chain management: empirical study.” The TQM Magazine 17 (4):345-357. doi:


DIPP. 2011. Leather & Leather Products Twelfth Five Year Plan Period (2012‐17) Submitted.

India: Ministry of Commerce & Industry.

DSIR. Leather & Footwear: Productivity & Efficiency Benchmarking. India: Department of

Scientific and Industrial Research (India).

Georgise, Fasika Bete, Klaus-Dieter Thoben, and Marcus Seifert. 2014. “Supply Chain

Integration in the Manufacturing Firms in Developing Country: An Ethiopian Case

Study.” Journal of Industrial Engineering 2014:1-13. doi: 10.1155/2014/251982.

Gonca Telli Yamamoto, .zgür Şekeroğlu, and Eser Eke Bayramoğlu. 2011. “Marketing

Activities in the leather industry: Comparative Country Analysis.” International Journal

of Economics and Management Sciences Vol.1 (No.3):37-48.

Guillaume, R., G. Marques, C. Thierry, and D. Dubois. 2014. “Decision support with ill-known

criteria in the collaborative supply chain context.” Engineering Applications of Artificial

Intelligence 36:1-11. doi: 10.1016/j.engappai.2014.06.013.

Katz, Jonathan. 2009. “Leather Products Still Fasionable in Italy.” Industryweek, Nov 9.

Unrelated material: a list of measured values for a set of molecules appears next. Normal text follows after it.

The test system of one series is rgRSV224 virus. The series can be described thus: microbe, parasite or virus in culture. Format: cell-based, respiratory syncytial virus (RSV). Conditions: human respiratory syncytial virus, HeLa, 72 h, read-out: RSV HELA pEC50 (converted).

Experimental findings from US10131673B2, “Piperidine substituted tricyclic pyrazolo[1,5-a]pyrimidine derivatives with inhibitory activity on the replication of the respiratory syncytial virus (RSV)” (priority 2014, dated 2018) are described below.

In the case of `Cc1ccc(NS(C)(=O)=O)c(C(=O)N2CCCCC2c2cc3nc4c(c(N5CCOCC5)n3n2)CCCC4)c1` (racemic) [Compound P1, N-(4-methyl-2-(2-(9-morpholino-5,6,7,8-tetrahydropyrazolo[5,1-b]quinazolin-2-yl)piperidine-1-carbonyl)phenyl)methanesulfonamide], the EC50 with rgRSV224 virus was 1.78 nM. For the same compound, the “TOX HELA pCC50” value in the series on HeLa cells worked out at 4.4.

Keach, Elizaberth. 2012. “Gucci: sustainable Luxury at its Finest.” Urban Times, 21 May.

Ketchen, Dave, and Jeremy Short. 2012. Strategic Management: Evaluation and Execution.

Vol. 1.0.

Lester, Albert. 2014. “Project Management, Planning and Control.” doi: 10.1016/


Mwinyihija;, Mwinyikione, and William Quiesenberry. 2017. “Review of the challenges

towards value addition of the leather sector in Africa.” Global Advanced Research

Journal of Management and Business Studies 2(11):518-528.

Mwinyikione Mwinyihija, William Quiesenberry. 2014. “Emerging World Leather Trends and

Continental Shifts on Leather and Leather goods Production.” Advances in Business

Management and Administration 1.

Mwinyikione Mwinyihija, William Quiesenberry, and William Quisenberry. 2013. “Is

Opportunity Management A Precursor To Leather Value Addition Initiatives?” The

International Journal Of Business & Management 1 (5).

Neeta Nigam, Shashi Dhawan &, and M. V. Nair. 1994. “Deterioration of Feather and Leather

Objects of some Indian Museums by Keratinophilic and Non-keratinophilic Fungi.”

International Biodeterioration & Biodegradation 33:145-152.

Pirolo1, Luca, Luca Giustiniano1 and, and Maria Elena Nenni2. 2013. “The Italian Footwear

Industry: an Empirical Analysis.” International Journal of Engineering Business

Management Special Issue on Innovations in Fashion Industry 5. doi:


Ruiz, Nicola. 2008. “Worlds most desierable luxurt brand.” Forbes, 25 Mar.